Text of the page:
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quote:as soon as we run out of fossil fuels, or stop using them, the temperature will begin to catastrophically drop. We have, remaining to us, 120 years, at best, left on this planet.
quote:Originally posted by crandlesRuddimann's view of pre-industrial global warming is a minority opinion. See http://en.wikipedia.org/wiki/Global_warmingThe more majority opinion is that the current interglacial was meant to be a long one so it wasn't supposed to have ended yet.
quote:CO2 levels are likely to stay at elevated levels for thousands of years after we stop using fossil fuels and I doubt we will have a sudden dramatic ceasation of use of fossil fuels. Even if that did happen the warmest period would be at least a decade or two later.
quote:Originally posted by another_someonequote:Originally posted by crandlesRuddimann's view of pre-industrial global warming is a minority opinion. See http://en.wikipedia.org/wiki/Global_warming [nofollow]The more majority opinion is that the current interglacial was meant to be a long one so it wasn't supposed to have ended yet.What interglacial - we are not in an interglacial - we are still in a trelatively very cold climate in comparison to most of geological time. There has been a slight rise in temperature above the minimum, but we are well short of being in a warm period.quote:CO2 levels are likely to stay at elevated levels for thousands of years after we stop using fossil fuels and I doubt we will have a sudden dramatic ceasation of use of fossil fuels. Even if that did happen the warmest period would be at least a decade or two later.How do you work out such a long period for CO2 recycling - I would have thought that given that even with the raised levels of CO2 in the atmosphere, they are still only a minute proportion of the amount of O2 (all of which is converted from CO2), that it should not take long at all for the any excess CO2 (of the very slight amount we talk about) to also be converted to O2.Even the web site you quote (which certainly does not look like it is trying to underplay the impact of global warming) only talks abot 50 to 200 years to recycle the CO2, and I personally would be surprised if it took as long as that (although I claim no expertise for behind that opinion).George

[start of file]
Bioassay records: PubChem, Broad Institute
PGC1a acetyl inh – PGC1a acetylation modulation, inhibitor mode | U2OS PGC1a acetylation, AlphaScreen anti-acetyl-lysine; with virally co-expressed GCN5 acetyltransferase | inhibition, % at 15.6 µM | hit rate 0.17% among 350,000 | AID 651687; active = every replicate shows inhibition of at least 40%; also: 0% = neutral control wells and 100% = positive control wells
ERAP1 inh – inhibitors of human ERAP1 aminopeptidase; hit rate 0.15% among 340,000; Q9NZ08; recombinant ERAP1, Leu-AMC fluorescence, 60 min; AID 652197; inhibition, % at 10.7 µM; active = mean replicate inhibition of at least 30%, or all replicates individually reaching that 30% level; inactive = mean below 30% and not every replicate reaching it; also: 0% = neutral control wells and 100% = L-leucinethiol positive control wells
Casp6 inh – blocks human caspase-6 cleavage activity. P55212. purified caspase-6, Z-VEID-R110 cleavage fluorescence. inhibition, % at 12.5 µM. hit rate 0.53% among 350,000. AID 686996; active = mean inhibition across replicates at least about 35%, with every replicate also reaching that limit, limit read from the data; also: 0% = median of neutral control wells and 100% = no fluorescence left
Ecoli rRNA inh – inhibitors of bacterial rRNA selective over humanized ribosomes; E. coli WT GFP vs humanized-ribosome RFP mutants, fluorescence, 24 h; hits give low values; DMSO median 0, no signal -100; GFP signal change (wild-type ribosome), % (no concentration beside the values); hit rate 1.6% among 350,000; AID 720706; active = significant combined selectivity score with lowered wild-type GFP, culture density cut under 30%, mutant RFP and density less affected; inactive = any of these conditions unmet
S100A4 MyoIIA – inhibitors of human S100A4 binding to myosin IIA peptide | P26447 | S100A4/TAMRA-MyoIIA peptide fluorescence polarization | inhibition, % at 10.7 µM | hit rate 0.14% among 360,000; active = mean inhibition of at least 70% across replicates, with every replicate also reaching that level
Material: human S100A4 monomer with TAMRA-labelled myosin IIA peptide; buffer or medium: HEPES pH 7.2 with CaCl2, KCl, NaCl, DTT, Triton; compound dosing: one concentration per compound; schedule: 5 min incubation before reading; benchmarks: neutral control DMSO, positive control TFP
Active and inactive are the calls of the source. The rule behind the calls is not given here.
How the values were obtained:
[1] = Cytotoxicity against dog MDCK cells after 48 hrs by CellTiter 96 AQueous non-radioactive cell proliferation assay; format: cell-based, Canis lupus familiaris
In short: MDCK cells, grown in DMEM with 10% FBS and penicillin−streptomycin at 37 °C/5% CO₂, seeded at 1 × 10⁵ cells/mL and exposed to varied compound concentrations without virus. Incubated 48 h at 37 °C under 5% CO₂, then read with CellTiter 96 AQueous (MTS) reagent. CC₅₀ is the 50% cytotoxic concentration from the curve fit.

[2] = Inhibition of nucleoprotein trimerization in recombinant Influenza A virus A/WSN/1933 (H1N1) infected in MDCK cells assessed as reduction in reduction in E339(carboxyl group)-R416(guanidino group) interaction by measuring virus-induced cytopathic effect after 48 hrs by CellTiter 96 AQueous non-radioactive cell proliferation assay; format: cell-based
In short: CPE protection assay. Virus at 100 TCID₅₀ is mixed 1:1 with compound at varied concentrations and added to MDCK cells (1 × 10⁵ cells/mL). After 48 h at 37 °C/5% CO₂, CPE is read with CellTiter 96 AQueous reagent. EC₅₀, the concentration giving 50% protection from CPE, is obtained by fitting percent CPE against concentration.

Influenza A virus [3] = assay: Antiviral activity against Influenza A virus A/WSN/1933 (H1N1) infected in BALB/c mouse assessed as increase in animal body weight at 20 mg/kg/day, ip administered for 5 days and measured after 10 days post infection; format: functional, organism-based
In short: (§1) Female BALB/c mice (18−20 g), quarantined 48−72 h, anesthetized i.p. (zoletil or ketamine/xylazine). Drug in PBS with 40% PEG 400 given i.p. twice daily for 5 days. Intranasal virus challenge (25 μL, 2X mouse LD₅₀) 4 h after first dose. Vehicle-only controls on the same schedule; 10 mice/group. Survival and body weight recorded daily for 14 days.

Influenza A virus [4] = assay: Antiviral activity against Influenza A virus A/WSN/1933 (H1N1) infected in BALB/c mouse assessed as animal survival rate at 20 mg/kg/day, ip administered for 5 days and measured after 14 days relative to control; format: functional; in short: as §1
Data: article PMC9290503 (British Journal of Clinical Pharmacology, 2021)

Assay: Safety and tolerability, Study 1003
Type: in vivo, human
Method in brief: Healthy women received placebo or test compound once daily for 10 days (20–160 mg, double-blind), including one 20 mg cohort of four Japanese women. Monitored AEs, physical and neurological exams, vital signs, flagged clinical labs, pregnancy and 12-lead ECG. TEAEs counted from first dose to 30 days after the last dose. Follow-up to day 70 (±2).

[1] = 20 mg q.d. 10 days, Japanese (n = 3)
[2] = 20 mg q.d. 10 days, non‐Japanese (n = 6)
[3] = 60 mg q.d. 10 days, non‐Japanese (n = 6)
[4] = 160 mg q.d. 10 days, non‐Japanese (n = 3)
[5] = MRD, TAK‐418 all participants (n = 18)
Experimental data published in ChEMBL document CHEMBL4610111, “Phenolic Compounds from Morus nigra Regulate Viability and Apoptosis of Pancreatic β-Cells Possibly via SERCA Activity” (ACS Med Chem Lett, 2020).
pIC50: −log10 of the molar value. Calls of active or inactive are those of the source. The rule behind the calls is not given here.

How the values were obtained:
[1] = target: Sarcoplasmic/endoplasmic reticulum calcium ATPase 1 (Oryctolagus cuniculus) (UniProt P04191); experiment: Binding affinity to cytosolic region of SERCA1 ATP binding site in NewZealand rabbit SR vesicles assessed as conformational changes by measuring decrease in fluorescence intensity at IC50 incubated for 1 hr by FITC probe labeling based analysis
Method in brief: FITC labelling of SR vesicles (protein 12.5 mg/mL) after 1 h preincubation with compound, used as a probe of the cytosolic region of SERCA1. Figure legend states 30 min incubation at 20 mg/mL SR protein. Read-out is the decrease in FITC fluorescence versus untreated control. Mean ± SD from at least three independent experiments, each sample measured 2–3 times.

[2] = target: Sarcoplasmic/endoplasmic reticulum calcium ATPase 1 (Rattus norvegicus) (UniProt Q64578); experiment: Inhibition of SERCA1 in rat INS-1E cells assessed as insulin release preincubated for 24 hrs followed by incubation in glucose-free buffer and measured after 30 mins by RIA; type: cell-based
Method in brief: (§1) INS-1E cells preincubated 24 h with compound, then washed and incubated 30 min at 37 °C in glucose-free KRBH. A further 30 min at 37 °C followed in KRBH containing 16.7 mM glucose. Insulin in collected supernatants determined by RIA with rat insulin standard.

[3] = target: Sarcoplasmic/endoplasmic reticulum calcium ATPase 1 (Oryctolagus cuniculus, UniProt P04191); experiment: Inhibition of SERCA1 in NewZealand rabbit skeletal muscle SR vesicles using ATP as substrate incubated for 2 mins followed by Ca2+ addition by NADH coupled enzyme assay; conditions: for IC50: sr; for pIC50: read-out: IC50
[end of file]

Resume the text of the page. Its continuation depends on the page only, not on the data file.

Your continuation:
quote:Originally posted by crandlesRuddimann's view of pre-industrial global warming is a minority opinion. See http://en.wikipedia.org/wiki/Global_warming [nofollow]The more majority opinion is that the current interglacial was meant to be a long one so it wasn't supposed to have ended yet.
quote:Originally posted by crandles>What interglacial? We are at the left hand side of http://en.wikipedia.org/wiki/Image:Ice_Age_Temperature.pngSo we are warmer than most of the last 450,000 years.
quote:An ice age is a period of long-term downturn in the temperature of Earth's climate, resulting in an expansion of the continental ice sheets, polar ice sheets and mountain glaciers ("glaciation"). Glaciologically, ice age is often used to mean a period of ice sheets in the northern and southern hemispheres; by this definition we are still in an ice age (because the Greenland and Antarctic ice sheets still exist). More colloquially, when speaking of the last few million years, ice age is used to refer to colder periods with extensive ice sheets over the North American and Eurasian continents: in this sense, the last ice age ended about 10,000 years ago. This article will use the term ice age in the former, glaciological, sense; and use the term glacial periods for colder periods during ice ages and interglacial for the warmer periods.Many glacial periods have occurred during the last few million years, initially at 40,000-year frequency but more recently at 100,000-year frequencies. These are the best studied. There have been four major ice ages in the further past.
quote:Originally posted by crandlesIf you go back more than 5 million years http://en.wikipedia.org/wiki/Geologic_temperature_recordyes we are colder than most of geologic time but I think the last 450,000 years is more relevant than what happened over 5 million years ago.